Carolina Journal News Reports
RALEIGH – It was among a handful of tactics that reform-minded parents hoped would upset the balance of power on the Wake County School Board — adjust elections to even-numbered years and switch school board races from district-based to countywide.
The first change would increase voter turnout because school board candidates would be on the ballot with higher profile races for statewide and national office. The second would allow a wider range of voters to have a say on individual candidates elected to fill the board’s nine seats.
Ultimately, reformers hoped that a shake-up in how voters elected school board members would lead to a new majority on the board, one more friendly to neighborhood schools, flexible assignment schedules, and broader school choice.
But now that conservatives have captured a majority — resulting from four overwhelming victories in October and November — election reform is still on their radar.
“I would think without a doubt it will be included on the legislative agenda. That’s certainly one issue we want to put up there,” said Ron Margiotta, a school board member from the Apex and Holly Springs region.
Margiotta has long pushed for countywide elections. Last year, he proposed including the issue on school board’s 2008 agenda. The motion failed by a vote of 6-1, with Margiotta casting the lone vote in favor.
With four like-minded candidates joining him in December, though, the outcome could soon be different.
One major hurdle is gaining support in the General Assembly. The Wake County House delegation is split 6-3 in favor of Democrats; the Senate delegation is divided evenly between Republicans and Democrats.
Rep. Nelson Dollar, a Wake County Republican and long-time supporter of an election change, said lawmakers “still need to take a look at making modifications to the process to reflect the realities” of the county.
“Our primary objective is to have the board more responsible to parents and to taxpayers. Hopefully, the new board will be,” Dollar said.
Under legislation Dollar introduced earlier this year, five members of the school board would be elected district-based and four at-large. It would also switch elections to even-numbered years.
Four legislators from Wake County serve on the House committee where leaders assigned the bill in February, but the measure never come up for consideration and hasn’t gained the support of the entire delegation.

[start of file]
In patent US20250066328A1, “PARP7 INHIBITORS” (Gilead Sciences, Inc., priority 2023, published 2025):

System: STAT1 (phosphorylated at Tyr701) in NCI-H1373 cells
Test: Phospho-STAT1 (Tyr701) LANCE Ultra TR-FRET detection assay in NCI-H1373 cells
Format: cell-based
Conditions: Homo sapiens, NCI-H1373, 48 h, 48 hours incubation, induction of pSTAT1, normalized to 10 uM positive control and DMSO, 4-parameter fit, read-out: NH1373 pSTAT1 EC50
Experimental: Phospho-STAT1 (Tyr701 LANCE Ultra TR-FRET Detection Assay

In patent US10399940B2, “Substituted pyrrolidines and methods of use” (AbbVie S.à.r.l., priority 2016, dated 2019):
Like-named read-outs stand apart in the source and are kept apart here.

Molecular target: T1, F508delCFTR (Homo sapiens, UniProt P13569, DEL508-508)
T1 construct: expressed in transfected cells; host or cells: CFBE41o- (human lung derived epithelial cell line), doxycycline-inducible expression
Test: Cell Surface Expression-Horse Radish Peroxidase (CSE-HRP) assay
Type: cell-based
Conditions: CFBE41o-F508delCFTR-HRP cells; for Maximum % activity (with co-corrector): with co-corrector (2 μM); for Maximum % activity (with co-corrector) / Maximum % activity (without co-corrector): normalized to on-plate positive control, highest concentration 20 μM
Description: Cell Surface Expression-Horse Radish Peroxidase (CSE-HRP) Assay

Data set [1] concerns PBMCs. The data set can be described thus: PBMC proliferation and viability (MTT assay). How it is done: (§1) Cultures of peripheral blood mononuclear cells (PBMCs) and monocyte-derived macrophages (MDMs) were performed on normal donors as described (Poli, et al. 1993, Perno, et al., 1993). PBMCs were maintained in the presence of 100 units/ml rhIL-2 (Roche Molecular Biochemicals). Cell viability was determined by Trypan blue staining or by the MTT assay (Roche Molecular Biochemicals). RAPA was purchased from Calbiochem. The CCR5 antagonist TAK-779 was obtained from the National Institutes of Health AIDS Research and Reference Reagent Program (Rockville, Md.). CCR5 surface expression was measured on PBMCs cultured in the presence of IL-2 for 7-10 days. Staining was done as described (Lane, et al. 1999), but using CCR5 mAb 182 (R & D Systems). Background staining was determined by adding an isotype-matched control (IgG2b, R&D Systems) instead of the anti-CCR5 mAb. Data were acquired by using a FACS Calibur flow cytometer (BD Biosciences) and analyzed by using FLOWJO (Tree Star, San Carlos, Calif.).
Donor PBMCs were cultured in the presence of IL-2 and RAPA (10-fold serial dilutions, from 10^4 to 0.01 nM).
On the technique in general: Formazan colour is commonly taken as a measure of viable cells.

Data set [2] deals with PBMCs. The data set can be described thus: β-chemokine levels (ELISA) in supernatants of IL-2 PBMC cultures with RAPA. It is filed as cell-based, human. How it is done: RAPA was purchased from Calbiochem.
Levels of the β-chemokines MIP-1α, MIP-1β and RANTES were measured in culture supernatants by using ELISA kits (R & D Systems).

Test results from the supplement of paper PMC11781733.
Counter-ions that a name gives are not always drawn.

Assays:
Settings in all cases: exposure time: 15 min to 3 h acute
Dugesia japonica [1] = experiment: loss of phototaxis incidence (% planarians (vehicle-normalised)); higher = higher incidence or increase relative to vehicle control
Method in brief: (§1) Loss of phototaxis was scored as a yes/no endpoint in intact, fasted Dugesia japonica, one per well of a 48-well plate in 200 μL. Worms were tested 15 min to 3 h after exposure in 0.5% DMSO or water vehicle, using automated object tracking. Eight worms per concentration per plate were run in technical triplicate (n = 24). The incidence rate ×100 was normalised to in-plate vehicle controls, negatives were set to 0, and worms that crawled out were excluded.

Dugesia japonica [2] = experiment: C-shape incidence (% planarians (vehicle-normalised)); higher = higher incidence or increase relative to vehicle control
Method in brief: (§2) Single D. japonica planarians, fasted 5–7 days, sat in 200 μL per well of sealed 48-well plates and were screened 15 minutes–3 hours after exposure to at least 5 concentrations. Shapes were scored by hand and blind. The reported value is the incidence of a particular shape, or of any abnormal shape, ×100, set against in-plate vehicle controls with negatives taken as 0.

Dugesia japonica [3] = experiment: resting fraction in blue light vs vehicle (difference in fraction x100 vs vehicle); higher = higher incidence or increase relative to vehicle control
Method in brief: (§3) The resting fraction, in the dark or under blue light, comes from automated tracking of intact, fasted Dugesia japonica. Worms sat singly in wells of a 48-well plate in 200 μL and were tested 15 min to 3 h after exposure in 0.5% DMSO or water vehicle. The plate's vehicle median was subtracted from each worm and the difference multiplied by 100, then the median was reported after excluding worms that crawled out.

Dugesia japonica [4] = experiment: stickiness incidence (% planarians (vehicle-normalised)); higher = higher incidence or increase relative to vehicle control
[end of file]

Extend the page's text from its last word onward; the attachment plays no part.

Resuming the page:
Even though lawmakers differ on the proposed shift, elected officials in towns surrounding Raleigh — such as Apex and Cary — have expressed support for the idea.
In the past, critics have argued that at-large races and a revision of the elections schedule could have negative implications, such as violating the Voting Rights Act of 1965. Some school board members have backed switching a portion of seats to at-large if it meant the board would have taxing authority.
Contacted by e-mail Thursday, school board chairman Kevin Hill said the issue belongs in the realm of the legislature. “As such, the board hasn’t discussed this and I have not had time to do any homework on it,” he said.
Supporters point to the Wake County Board of Commissioners, which is elected on an at-large basis for staggered four-year terms, as an example of successful countywide elections.
Joe Ciulla, president of the Wake Community Schools Alliance, sees the potential for an odd reversal on the issue, with advocates of more liberal policies beginning to push for a switch to at-large elections.
“The ray of hope may be that I think a lot of folks relied on the district-based elections to protect the status quo policies that were in place,” Ciulla said. “Now that we’ve shown that protection is not effective, maybe they’ll come around and decide that at-large is the way to go.”
David N. Bass is an associate editor of Carolina Journal.